Objects of desire

17 August 2017

This year marks the 10th anniversary of the Challis Bequest Society, which acknowledges the people who make provision for the University in their wills. Bequests are made for many reasons. Tom Brown's bequest was born out of his great passion for archaeology.

Tom Brown

Tom Brown was a man of tremendous enthusiasm who changed Australian archaeology.

During the 1960s, Tom Brown (LLB ’46 BA’74) had an unfashionable interest: he collected Aboriginal artefacts. He was a lawyer but he had the heart of an archaeologist.

When he visited law clients on properties around Broken Hill, where he lived, Brown would drive over sand dunes and desert flats looking for the artefacts he loved. Without realising it, Brown was putting together one of the most significant – yet unofficial – collections of Aboriginal stone artefacts in Australia, and he kept it on metal shelving in his laundry.

He did wonder about what he had gathered, however, so he approached the NSW Government, which was starting to realise the importance of these artefacts. In 1969, Emeritus Professor Richard Wright, who was then an archaeology lecturer and specialist in Aboriginal stone technology at the University, was sent to meet Brown and assess his collection.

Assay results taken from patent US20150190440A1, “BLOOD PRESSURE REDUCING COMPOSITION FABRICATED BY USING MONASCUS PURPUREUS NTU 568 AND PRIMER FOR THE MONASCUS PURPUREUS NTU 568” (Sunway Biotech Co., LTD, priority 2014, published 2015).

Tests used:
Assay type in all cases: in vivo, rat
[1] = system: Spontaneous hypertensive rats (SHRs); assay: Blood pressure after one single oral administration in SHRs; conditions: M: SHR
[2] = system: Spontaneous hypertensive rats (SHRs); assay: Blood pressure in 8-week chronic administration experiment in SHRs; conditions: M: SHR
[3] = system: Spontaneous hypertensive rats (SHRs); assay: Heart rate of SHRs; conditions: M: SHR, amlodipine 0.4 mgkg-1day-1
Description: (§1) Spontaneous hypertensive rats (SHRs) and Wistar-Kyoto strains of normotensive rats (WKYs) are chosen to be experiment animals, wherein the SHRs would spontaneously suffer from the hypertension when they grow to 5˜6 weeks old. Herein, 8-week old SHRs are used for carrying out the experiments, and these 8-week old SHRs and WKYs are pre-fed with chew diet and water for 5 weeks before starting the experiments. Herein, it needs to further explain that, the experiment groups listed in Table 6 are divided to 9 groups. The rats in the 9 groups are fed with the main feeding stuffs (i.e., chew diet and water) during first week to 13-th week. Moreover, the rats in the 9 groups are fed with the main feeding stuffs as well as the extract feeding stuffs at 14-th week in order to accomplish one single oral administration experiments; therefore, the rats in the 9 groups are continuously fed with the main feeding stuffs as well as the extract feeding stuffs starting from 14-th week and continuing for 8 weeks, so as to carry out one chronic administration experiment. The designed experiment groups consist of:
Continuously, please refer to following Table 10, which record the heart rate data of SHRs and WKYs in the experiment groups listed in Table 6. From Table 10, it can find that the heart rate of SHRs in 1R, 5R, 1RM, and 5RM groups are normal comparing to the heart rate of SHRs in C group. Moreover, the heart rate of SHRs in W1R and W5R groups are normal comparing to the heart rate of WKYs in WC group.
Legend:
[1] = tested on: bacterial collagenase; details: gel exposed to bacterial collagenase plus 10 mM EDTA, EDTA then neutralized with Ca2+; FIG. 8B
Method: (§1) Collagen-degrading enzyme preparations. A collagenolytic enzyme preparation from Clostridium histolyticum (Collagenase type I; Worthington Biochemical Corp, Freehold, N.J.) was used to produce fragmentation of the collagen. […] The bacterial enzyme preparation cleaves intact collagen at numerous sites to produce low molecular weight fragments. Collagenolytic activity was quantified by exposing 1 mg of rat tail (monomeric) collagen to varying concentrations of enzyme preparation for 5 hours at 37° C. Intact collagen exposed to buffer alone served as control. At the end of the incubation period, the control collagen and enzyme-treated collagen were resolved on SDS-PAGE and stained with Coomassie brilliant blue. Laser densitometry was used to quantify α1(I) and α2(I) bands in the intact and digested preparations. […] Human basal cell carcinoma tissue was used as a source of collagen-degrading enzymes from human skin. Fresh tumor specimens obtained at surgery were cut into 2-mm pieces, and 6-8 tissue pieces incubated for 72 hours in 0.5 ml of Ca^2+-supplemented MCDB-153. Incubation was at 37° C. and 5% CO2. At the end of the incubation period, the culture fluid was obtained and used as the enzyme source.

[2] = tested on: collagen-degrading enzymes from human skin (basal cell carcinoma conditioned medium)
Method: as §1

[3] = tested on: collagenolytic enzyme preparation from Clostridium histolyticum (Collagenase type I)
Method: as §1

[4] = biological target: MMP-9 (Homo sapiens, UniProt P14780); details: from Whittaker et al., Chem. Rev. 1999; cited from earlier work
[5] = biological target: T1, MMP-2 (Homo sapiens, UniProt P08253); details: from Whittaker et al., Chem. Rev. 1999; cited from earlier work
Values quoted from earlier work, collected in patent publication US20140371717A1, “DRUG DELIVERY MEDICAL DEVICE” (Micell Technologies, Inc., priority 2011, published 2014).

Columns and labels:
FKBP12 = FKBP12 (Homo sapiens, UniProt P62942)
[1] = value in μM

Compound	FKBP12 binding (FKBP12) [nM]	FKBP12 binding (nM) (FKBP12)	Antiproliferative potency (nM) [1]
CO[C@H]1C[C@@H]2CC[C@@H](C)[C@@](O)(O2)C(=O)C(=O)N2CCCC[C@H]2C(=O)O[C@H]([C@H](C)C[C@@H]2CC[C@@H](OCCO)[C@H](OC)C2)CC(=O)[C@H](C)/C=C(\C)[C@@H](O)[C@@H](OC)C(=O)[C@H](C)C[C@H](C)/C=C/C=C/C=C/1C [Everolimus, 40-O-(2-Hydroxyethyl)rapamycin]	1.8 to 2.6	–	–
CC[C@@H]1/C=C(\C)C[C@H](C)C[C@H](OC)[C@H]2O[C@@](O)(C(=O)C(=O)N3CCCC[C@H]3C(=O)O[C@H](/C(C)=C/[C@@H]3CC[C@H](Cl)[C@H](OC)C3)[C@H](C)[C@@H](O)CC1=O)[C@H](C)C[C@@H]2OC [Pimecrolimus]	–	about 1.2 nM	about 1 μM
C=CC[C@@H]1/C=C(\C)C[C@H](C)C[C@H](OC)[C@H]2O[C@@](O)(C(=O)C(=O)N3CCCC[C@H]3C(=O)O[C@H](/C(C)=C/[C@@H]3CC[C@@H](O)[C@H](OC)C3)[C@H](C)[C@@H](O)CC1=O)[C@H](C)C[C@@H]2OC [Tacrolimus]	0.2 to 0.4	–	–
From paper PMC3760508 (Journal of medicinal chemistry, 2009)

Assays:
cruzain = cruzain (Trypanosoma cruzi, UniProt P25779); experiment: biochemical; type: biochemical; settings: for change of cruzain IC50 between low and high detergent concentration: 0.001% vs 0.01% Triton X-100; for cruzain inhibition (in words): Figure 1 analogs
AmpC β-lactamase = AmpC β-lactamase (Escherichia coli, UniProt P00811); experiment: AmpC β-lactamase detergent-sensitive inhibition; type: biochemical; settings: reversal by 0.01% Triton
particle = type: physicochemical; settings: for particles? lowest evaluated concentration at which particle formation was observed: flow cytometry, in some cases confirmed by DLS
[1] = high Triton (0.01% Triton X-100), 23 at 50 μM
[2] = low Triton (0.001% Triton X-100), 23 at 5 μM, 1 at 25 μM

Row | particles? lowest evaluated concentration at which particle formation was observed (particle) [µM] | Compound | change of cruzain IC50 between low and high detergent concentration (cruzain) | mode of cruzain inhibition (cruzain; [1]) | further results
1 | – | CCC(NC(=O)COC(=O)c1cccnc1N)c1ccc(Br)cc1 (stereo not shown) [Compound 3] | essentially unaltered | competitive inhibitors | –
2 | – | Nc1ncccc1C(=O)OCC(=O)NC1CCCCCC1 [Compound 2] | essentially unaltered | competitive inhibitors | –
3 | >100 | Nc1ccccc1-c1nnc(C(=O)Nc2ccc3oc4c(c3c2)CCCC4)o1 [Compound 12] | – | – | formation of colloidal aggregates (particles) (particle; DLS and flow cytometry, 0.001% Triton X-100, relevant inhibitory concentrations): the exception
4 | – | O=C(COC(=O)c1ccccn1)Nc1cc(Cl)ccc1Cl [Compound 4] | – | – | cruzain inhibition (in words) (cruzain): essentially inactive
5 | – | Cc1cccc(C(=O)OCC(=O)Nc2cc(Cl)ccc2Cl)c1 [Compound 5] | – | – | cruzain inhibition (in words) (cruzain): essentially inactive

“Tom was hyperactive and hyper-enthusiastic and also very likeable,” Professor Wright remembers. “It was clear he was hungry for information. I said to him, ‘You know, Tom, you ought to do a course on stone technology, like the one at University of Sydney’.”

The next time Professor Wright saw Brown it was 1970 and Brown’s was the oldest face in a room full of new archaeology students. Brown became a keen student and Professor Wright remembers a conversation they had on a Victorian field trip.
“We needed to check an area for artefacts before quarrying work started,” Professor Wright says. “I asked Tom if he could do some surface collecting. He paused and said, ‘No. I was addicted to surface collecting and if I bent over again and picked up an artefact, I think I might weaken’.”

Brown successfully completed his archaeology studies in 1973 then took a course in the United States, where students studied artefacts by making them. He then returned to Australia and began visiting important Aboriginal sites all over the country.

To this day, Brown’s passion for archaeology exerts a powerful influence. During his life, Brown gave $1.6 million to the University and, on his passing in 2009, part of the residue of his estate, $6.9 million, came to the Department of Archaeology. Through the University’s management, this gift is now worth $13 million.

Brown’s bequest has already created the Tom Austen Brown Chair of Australian Archaeology, the first endowed chair of archaeology in the country to include Australia in its brief. There is also the Tom Austen Brown Grants Program for Prehistory, which could lead to scholarships for honours and postgraduate research, awards for Aboriginal and Torres Strait Islander students, research grants, and funding for fieldwork, equipment and facilities.

Through his passion and generosity, Brown has helped create a future for Australia’s past.

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